Over the summer of 2017, New America, a non-partisan nonprofit focused on researching and innovating policy, surveyed roughly 750 international relations and security professors on their efforts to apply gender theory into their courses. The same survey was then adapted for students of similar concentrations to get a well-rounded understanding of where and why there is a missing link between gender and national security.
Their findings make clear that gender is not included in the teachings of security policy and international relations in practical and applicable terms—and that both professors and students want the studies of gender theory and security policy to be more intersectional and comprehensive.
Despite widespread acknowledgement that the inclusion of women in developing, making and disseminating national security policy is key to its success, gender remains a blind spot for many policymakers. In a previous study, New America polled key figures in the national security apparatus and found that the consideration of gender, both in the making and impact of policy, was virtually nonexistent amongst U.S. policymakers.
“Across generational and political lines,” they wrote, “we found that policymakers were overwhelmingly unaware of the role gender differences play in shaping policy outcomes, and of the theoretical and practical tools gender offers to help improve U.S. policy outcomes in unstable societies and conflict areas.” What’s worse, the majority of those polled didn’t think gender was a relevant factor to consider in peace policy and could not ascertain how gender correlated to such processes when questioned further.
Paradoxically, the belief that gender-inclusivity is important for effective policy-making was found to be present in almost all of the participants of the study, thanks in part to the adoption of United Nations Resolution 1325—which states that “equal participation and full involvement [of women] in all efforts for the maintenance and promotion of peace and security, and the need to increase their role in decision-making with regard to conflict prevention and resolution.” The actual practice and implementation of this belief, however, is where legislators fall short.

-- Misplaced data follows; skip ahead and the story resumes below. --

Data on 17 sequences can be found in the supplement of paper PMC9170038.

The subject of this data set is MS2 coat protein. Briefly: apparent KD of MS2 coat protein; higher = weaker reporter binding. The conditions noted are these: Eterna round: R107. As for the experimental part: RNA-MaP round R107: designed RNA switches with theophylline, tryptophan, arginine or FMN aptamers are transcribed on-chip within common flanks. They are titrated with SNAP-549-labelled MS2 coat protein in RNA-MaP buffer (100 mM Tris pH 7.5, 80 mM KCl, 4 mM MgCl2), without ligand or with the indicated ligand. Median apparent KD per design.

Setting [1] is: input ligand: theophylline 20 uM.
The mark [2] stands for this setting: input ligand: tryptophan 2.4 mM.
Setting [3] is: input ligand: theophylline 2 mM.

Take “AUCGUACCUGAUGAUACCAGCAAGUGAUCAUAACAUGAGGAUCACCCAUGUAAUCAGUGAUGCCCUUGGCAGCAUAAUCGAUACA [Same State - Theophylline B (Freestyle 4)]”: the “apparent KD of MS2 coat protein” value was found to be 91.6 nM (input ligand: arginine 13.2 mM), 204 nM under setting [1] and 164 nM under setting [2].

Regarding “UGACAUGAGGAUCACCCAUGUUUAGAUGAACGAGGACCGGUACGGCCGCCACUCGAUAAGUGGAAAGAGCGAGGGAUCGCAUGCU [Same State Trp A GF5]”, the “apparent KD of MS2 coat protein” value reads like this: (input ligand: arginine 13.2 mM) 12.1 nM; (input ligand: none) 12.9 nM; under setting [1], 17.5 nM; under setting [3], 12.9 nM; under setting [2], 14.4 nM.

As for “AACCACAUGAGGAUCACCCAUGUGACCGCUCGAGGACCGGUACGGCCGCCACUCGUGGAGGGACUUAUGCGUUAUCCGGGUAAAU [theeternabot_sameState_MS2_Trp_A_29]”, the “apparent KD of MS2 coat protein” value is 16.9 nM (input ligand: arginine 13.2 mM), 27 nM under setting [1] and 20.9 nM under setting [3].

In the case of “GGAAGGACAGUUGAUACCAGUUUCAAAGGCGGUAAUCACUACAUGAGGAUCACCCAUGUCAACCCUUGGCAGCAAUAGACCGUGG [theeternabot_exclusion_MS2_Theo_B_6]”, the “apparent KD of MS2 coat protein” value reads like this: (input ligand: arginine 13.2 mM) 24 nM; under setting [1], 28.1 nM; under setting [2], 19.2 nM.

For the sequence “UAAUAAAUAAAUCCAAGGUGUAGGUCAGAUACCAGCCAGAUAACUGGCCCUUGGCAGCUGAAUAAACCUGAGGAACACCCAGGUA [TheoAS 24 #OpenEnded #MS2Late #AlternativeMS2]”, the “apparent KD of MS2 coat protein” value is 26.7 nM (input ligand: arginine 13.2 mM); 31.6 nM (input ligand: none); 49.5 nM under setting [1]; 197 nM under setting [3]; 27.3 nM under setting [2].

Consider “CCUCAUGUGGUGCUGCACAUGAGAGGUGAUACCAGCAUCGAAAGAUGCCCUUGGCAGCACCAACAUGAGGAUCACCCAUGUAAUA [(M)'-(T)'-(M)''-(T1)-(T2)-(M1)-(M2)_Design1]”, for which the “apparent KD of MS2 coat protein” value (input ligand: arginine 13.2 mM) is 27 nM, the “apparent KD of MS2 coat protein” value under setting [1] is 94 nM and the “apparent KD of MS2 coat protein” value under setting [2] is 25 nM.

One of the more obvious reasons for the failure of gender-mainstreaming is a lack of gender diversity in the ranks of peace-making and conflict resolution. “The make or break is having a woman at the decision-making table who asks, ‘what about women?’” one respondent noted. “A table of only men will never ask that question.” Other reasons include the clear and present gender bias of male policymakers, and the constraints they place on women colleagues to conform to stereotypical gender roles.
“The hard thing for women is having a child, having to take time off to raise that child,” one woman told researchers. “This is a quandary to me because you have a kid because you want to bring on the next generation. While I feel a woman, obviously, has a professional role to play, but on the other hand having a mother there to raise that child in the formative years is so important. The way our society is set up, women only have so much time to take off before getting back to work, so then kids are left in the hands of [workers at] daycares—the greatest gift you can give a kid is more of you.”
Uncertainty, both of how to get more voices included in policy discussions, as well as how to measure the implementation and impact of gendered differences in security policy, was the most commonly-cited reason for persistent gender imbalances. “There’s a difference between being a champion for gender and being supportive of gender issues,” one respondent observed. “No one disagrees gender is an important issue, but what are they actually doing to champion it?”
Although left open-ended in that study, New America is now one step closer to answering that question.